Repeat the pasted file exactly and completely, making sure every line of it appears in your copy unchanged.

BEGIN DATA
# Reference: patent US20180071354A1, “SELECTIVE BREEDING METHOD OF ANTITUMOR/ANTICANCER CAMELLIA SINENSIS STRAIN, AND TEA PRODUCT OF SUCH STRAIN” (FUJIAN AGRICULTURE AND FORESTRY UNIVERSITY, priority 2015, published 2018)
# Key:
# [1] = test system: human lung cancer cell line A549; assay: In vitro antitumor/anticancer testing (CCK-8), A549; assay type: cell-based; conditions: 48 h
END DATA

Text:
# Reference: patent US20180071354A1, “SELECTIVE BREEDING METHOD OF ANTITUMOR/ANTICANCER CAMELLIA SINENSIS STRAIN, AND TEA PRODUCT OF SUCH STRAIN” (FUJIAN AGRICULTURE AND FORESTRY UNIVERSITY, priority 2015, published 2018)
# Key:
# [1] = test system: human lung cancer cell line A549; assay: In vitro antitumor/anticancer testing (CCK-8), A549; assay type: cell-based; conditions: 48 h